Defending Republican Liberty: What is the Difference Between a Disinterested Gentle Giant and Deterred Criminal?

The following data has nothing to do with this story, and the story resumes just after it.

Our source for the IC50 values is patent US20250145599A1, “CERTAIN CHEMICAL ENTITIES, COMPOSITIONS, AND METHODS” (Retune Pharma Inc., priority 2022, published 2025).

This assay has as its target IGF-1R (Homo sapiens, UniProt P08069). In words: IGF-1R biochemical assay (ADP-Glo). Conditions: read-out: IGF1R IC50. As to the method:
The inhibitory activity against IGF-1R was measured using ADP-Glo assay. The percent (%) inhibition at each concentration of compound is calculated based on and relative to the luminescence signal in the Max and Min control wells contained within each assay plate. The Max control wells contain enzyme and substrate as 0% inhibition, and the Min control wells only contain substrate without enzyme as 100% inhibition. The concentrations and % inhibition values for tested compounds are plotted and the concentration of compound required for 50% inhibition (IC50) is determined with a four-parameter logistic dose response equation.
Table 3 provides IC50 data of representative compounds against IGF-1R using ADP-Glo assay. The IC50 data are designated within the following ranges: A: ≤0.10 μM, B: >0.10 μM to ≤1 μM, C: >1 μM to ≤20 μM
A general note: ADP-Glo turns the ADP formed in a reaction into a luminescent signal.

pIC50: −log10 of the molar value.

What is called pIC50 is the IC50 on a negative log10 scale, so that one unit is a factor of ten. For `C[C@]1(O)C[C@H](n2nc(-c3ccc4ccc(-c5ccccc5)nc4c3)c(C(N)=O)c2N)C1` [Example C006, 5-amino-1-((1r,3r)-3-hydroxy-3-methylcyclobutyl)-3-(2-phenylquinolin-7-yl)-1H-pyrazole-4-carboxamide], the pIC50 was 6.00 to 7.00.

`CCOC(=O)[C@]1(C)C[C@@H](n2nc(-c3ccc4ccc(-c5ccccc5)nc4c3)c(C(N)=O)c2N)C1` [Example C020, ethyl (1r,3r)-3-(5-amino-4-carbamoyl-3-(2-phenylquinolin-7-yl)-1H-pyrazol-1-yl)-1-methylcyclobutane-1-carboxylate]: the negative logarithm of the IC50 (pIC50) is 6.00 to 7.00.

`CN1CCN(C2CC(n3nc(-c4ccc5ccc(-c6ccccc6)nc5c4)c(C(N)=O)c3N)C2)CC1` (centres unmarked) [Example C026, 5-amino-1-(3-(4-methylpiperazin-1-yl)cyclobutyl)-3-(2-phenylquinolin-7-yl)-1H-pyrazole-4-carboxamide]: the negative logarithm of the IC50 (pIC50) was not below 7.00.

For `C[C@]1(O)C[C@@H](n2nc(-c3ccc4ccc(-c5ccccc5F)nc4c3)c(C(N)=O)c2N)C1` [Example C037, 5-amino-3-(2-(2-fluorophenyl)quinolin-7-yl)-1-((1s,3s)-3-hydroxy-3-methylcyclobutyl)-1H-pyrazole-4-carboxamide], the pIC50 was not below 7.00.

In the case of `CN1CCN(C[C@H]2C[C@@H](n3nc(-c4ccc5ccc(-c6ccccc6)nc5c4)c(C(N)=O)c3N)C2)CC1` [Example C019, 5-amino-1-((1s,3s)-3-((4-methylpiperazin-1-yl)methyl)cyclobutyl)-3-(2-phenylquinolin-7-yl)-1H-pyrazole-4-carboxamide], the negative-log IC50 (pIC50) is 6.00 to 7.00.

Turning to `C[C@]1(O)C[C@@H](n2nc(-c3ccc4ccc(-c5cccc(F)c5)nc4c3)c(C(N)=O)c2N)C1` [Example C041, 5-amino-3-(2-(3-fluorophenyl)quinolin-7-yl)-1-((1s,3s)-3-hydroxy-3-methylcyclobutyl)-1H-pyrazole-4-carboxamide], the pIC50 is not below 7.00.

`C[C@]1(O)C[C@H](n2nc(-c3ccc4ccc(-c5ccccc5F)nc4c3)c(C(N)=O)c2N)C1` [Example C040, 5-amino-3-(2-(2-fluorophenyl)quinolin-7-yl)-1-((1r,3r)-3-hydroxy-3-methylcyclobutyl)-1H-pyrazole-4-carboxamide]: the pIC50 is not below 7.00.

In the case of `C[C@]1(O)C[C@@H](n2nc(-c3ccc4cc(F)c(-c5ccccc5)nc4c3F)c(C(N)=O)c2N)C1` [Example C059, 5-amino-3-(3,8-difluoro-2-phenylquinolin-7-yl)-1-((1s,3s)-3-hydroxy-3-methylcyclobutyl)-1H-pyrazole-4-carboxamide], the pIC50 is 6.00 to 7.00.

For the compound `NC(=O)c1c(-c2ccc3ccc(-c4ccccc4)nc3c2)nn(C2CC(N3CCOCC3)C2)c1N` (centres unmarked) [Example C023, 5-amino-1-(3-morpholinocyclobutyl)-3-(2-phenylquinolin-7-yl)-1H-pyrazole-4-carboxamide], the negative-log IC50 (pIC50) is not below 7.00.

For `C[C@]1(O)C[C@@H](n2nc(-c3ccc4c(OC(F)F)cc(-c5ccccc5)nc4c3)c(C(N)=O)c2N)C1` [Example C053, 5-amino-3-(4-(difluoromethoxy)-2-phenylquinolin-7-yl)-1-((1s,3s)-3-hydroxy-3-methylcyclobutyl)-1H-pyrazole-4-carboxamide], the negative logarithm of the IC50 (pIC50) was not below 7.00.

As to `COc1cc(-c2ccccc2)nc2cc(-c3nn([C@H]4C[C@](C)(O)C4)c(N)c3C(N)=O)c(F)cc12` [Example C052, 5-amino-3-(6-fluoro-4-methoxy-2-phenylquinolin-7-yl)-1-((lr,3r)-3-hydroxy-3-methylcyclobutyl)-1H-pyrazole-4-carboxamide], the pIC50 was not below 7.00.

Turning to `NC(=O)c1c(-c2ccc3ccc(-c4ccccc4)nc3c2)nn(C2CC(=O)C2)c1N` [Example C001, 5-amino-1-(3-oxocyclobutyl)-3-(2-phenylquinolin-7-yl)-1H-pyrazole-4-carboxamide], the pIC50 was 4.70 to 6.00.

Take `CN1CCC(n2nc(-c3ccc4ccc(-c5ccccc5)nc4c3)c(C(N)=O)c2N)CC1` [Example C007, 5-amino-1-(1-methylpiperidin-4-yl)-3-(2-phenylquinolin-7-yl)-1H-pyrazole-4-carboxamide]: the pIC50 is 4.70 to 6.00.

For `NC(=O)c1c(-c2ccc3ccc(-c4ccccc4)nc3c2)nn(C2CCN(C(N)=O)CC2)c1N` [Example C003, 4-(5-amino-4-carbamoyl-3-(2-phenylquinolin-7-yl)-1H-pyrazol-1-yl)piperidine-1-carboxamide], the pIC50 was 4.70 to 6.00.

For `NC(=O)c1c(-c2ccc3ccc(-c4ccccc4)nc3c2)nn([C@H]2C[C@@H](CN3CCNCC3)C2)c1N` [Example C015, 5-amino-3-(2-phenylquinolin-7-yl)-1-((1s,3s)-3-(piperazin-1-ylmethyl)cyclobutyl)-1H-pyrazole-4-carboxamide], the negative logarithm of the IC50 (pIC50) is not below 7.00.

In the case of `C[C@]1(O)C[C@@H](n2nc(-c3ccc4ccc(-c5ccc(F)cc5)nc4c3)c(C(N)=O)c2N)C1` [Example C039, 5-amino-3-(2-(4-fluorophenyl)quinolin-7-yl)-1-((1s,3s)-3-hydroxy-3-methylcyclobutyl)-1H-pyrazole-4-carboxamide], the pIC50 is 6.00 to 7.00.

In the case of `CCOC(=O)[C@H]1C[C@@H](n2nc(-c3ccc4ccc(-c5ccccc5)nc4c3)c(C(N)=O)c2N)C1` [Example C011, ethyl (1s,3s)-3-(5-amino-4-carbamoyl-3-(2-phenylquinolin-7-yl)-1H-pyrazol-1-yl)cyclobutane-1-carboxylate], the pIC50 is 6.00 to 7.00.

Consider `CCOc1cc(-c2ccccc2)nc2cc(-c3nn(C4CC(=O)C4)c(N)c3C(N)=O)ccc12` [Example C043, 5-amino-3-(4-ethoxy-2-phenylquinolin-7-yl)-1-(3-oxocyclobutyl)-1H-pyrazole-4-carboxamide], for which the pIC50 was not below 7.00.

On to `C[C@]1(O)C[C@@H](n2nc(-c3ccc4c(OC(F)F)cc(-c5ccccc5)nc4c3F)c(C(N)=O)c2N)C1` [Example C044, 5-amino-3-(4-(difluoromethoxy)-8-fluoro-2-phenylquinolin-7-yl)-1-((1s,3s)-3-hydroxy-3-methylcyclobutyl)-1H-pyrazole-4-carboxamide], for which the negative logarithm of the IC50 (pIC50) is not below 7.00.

This paper defends the republican conception of liberty expounded by Phillip Pettit and Quentin Skinner against recent attacks by Ian Carter and Matthew Kramer. The latter pair armed with a reformulated conception of negative liberty argue that the republican conception of liberty, qua ‘the absence of alien control’ fails to be a genuinely distinct conception of liberty because it is fully analysable within the framework of negative liberty qua ‘the absence of interference’. Pettit and Skinner can only defend their position against Carter and Kramer by showing that the mere existence of alien control, that is, the power of an agent to interfere with another, always decreases republican liberty irrespective of its probability of being exercised. This means that they must win the philosophical battle over a particular limit case: the gentle giant, who has unlimited power to interfere with the lives of her local villagers, but in fact has no other desire but to live in a faraway cave and leave them completely alone. Pettit and Skinner must establish that, contrary to Kramer and Carter, the existence of the gentle giant’s unexercised power still undermines their republican liberty. I argue that the defence which Pettit and Skinner mount to win this battle, however, leaves them open to a prima facie inconsistency within their own work. This is because they both argue at other points that republican liberty is in fact promoted where the probability of an agent exercising alien control is diminished, that is, in the case of deterrence such as criminal punishments. I shall conclude, however, by proposing away of resolving this inconsistency, and thus preserving the republican conception.